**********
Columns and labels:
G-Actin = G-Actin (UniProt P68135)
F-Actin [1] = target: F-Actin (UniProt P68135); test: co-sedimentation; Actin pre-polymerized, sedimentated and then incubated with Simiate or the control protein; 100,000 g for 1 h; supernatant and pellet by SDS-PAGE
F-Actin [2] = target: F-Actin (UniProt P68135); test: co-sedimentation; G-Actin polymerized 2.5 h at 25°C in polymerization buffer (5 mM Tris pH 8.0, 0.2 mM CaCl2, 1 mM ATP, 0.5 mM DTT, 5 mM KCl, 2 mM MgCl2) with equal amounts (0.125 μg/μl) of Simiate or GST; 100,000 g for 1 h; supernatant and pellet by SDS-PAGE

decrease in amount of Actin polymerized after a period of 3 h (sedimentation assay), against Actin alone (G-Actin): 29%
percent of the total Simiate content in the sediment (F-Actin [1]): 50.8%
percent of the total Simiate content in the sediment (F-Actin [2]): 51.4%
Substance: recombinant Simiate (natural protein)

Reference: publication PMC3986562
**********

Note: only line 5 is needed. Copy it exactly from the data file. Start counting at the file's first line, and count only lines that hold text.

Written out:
decrease in amount of Actin polymerized after a period of 3 h (sedimentation assay), against Actin alone (G-Actin): 29%